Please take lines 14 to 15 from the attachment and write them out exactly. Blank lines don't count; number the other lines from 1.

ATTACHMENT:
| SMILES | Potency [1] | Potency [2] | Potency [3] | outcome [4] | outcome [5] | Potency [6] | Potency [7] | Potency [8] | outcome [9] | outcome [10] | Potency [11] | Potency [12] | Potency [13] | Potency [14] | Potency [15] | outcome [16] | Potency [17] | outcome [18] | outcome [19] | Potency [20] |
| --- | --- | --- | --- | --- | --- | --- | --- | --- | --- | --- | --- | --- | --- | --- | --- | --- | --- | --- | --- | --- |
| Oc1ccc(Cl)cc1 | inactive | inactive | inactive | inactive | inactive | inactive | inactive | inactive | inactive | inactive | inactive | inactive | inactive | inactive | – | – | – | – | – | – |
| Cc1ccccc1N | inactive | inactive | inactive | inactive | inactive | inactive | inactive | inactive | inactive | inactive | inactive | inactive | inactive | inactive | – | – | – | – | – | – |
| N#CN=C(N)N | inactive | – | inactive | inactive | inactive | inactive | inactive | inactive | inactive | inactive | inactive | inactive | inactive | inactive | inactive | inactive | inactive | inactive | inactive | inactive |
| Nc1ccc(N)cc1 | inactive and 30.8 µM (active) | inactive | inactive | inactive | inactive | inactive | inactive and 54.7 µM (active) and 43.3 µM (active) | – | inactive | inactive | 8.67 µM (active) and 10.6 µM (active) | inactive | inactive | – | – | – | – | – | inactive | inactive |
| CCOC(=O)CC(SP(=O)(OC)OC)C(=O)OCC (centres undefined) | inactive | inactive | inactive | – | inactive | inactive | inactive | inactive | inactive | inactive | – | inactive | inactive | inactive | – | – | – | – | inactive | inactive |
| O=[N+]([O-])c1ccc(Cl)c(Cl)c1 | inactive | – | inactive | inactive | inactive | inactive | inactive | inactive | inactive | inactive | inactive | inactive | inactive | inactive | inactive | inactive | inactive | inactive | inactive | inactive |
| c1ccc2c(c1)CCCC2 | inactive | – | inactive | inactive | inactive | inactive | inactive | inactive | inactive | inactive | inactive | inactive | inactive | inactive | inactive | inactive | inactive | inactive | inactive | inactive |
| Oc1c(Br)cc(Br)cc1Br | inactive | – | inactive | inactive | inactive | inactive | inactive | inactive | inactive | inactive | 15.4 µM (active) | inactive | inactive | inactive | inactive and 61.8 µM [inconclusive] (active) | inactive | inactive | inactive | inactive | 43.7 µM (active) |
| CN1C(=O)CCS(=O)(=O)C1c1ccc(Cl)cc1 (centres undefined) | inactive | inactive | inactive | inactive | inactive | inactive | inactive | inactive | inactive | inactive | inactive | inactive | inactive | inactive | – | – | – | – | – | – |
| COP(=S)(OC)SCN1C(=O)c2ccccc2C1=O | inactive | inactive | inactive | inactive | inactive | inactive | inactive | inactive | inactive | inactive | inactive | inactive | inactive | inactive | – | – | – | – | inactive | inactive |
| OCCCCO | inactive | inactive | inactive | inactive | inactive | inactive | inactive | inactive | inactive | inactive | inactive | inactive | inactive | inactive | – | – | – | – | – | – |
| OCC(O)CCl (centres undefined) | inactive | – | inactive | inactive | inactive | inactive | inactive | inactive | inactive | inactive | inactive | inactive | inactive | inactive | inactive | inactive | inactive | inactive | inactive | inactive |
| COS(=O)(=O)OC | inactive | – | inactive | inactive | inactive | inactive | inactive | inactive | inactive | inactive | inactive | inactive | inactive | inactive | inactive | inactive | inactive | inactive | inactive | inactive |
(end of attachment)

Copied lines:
| OCC(O)CCl (centres undefined) | inactive | – | inactive | inactive | inactive | inactive | inactive | inactive | inactive | inactive | inactive | inactive | inactive | inactive | inactive | inactive | inactive | inactive | inactive | inactive |
| COS(=O)(=O)OC | inactive | – | inactive | inactive | inactive | inactive | inactive | inactive | inactive | inactive | inactive | inactive | inactive | inactive | inactive | inactive | inactive | inactive | inactive | inactive |